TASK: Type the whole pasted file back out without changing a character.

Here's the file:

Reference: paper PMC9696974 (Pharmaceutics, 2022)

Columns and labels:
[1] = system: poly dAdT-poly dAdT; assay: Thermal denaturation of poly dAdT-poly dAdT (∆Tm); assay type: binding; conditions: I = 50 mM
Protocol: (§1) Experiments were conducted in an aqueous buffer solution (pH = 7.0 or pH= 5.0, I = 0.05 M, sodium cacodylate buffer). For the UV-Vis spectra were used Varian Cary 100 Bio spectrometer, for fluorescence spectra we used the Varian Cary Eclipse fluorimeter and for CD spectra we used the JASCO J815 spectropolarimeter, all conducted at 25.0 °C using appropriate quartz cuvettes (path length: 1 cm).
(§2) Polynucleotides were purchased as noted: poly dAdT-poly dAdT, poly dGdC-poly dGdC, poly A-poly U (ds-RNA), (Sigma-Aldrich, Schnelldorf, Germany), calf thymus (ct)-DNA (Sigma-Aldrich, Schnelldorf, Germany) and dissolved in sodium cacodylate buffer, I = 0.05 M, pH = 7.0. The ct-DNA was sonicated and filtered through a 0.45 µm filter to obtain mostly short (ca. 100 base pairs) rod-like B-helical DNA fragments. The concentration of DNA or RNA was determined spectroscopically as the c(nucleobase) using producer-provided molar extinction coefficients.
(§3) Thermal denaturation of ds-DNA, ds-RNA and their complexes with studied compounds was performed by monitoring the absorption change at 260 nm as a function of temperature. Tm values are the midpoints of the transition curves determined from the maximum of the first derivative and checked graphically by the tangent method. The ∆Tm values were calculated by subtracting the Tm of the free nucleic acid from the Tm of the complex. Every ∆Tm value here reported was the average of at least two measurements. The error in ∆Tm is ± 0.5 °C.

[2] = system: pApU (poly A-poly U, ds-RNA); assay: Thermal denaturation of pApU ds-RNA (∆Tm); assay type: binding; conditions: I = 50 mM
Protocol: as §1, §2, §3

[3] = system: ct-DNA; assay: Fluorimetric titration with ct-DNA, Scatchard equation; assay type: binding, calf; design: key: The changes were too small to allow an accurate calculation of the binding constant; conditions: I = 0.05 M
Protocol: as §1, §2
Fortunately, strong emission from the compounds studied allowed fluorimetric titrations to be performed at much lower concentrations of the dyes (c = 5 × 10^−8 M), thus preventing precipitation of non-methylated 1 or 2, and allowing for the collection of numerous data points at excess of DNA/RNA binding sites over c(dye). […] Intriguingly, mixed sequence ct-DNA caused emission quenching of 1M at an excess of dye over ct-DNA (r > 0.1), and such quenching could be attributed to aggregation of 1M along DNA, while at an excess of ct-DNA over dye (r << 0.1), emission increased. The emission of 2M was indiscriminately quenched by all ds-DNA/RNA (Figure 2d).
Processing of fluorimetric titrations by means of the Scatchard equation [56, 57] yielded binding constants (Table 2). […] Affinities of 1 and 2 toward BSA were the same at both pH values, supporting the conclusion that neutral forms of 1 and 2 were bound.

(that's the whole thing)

Reference: paper PMC9696974 (Pharmaceutics, 2022)

Columns and labels:
[1] = system: poly dAdT-poly dAdT; assay: Thermal denaturation of poly dAdT-poly dAdT (∆Tm); assay type: binding; conditions: I = 50 mM
Protocol: (§1) Experiments were conducted in an aqueous buffer solution (pH = 7.0 or pH= 5.0, I = 0.05 M, sodium cacodylate buffer). For the UV-Vis spectra were used Varian Cary 100 Bio spectrometer, for fluorescence spectra we used the Varian Cary Eclipse fluorimeter and for CD spectra we used the JASCO J815 spectropolarimeter, all conducted at 25.0 °C using appropriate quartz cuvettes (path length: 1 cm).
(§2) Polynucleotides were purchased as noted: poly dAdT-poly dAdT, poly dGdC-poly dGdC, poly A-poly U (ds-RNA), (Sigma-Aldrich, Schnelldorf, Germany), calf thymus (ct)-DNA (Sigma-Aldrich, Schnelldorf, Germany) and dissolved in sodium cacodylate buffer, I = 0.05 M, pH = 7.0. The ct-DNA was sonicated and filtered through a 0.45 µm filter to obtain mostly short (ca. 100 base pairs) rod-like B-helical DNA fragments. The concentration of DNA or RNA was determined spectroscopically as the c(nucleobase) using producer-provided molar extinction coefficients.
(§3) Thermal denaturation of ds-DNA, ds-RNA and their complexes with studied compounds was performed by monitoring the absorption change at 260 nm as a function of temperature. Tm values are the midpoints of the transition curves determined from the maximum of the first derivative and checked graphically by the tangent method. The ∆Tm values were calculated by subtracting the Tm of the free nucleic acid from the Tm of the complex. Every ∆Tm value here reported was the average of at least two measurements. The error in ∆Tm is ± 0.5 °C.

[2] = system: pApU (poly A-poly U, ds-RNA); assay: Thermal denaturation of pApU ds-RNA (∆Tm); assay type: binding; conditions: I = 50 mM
Protocol: as §1, §2, §3

[3] = system: ct-DNA; assay: Fluorimetric titration with ct-DNA, Scatchard equation; assay type: binding, calf; design: key: The changes were too small to allow an accurate calculation of the binding constant; conditions: I = 0.05 M
Protocol: as §1, §2
Fortunately, strong emission from the compounds studied allowed fluorimetric titrations to be performed at much lower concentrations of the dyes (c = 5 × 10^−8 M), thus preventing precipitation of non-methylated 1 or 2, and allowing for the collection of numerous data points at excess of DNA/RNA binding sites over c(dye). […] Intriguingly, mixed sequence ct-DNA caused emission quenching of 1M at an excess of dye over ct-DNA (r > 0.1), and such quenching could be attributed to aggregation of 1M along DNA, while at an excess of ct-DNA over dye (r << 0.1), emission increased. The emission of 2M was indiscriminately quenched by all ds-DNA/RNA (Figure 2d).
Processing of fluorimetric titrations by means of the Scatchard equation [56, 57] yielded binding constants (Table 2). […] Affinities of 1 and 2 toward BSA were the same at both pH values, supporting the conclusion that neutral forms of 1 and 2 were bound.